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In Oreilly's book 《Classic Shell Scripting》 section 3.2.2.4 "Anchoring text matches" why the corresponding [^] is not a regular expression?

I dont't understand why it's not a regular expression? Can someone give me a tip?

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Could you give a bit more context for those who don't have the book at hand? Do they have some kind of example? –  Juhana Jan 5 '13 at 8:35

3 Answers 3

up vote 5 down vote accepted

[] signifies a character class.

Within the context of a character class, a ^ at the start signifies negation - that is, all the following characters should not be matched.

So, [^] is meaningless and so disallowed.

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Yep, i think your idea is more reasonable. 3KS –  harris Jan 5 '13 at 9:19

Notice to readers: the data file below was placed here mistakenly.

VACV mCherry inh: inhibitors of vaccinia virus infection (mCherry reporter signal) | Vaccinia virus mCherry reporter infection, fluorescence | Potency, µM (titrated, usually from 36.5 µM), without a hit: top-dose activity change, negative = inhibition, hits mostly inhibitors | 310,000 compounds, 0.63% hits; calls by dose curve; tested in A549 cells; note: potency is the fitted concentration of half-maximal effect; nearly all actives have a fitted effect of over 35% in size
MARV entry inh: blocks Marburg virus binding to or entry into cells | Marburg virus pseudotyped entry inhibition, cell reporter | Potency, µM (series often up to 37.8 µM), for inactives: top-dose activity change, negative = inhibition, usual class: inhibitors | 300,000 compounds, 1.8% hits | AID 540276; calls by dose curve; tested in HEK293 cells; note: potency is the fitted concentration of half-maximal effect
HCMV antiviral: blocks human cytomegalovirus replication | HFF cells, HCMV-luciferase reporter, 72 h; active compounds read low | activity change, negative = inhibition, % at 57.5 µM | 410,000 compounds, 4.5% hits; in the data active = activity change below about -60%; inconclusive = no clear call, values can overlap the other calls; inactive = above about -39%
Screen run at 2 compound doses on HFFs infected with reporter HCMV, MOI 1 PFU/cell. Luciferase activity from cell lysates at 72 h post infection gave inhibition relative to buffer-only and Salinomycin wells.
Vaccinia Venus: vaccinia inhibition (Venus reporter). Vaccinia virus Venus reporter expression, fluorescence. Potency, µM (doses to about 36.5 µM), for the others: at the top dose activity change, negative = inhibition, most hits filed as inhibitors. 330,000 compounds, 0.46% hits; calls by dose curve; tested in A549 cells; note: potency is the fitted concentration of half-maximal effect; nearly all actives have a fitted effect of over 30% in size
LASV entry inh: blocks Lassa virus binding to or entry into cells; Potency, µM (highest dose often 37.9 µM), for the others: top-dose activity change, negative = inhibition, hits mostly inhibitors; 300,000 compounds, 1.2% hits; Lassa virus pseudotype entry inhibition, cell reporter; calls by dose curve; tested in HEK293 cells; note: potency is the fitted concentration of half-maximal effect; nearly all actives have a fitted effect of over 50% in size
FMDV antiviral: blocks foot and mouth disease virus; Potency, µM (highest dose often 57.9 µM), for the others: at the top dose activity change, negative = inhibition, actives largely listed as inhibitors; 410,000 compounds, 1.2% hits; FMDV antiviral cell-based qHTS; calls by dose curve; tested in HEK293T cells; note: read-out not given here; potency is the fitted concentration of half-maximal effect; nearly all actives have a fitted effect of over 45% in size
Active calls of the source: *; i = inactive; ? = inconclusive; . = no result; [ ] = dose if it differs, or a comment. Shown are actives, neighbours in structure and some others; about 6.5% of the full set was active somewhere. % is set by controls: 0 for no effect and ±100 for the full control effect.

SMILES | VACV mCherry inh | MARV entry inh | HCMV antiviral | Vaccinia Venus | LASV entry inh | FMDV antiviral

-1. It boils down to the syntax. If the syntax allows it and assigns it a meaning then it is valid. I think Gumbo's answer reflects this point. –  nhahtdh Jan 5 '13 at 10:24
    
+1 for being right. Also, if you want to match ^, I believe you want \^ –  ahuth Feb 4 '13 at 23:39

It actually depends on the regular expression flavor whether [^] is valid.

In JavaScript, [^] is valid and denotes an arbitrary character. But most other flavors dictate that character class declarations cannot be empty.

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+1. Nice finding. –  nhahtdh Jan 5 '13 at 12:15

Just guessing, since there is little context, but [^] is an incomplete character class, and hence not a regular expression. [^a] would be a regular expression: Match a character that is not 'a'.

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while the \v, \$. espically [$] is also valid, which is like [^] from the format style. –  harris Jan 5 '13 at 9:17
    
Not sure I followed your last comment @harris. –  DWright Jan 5 '13 at 9:36

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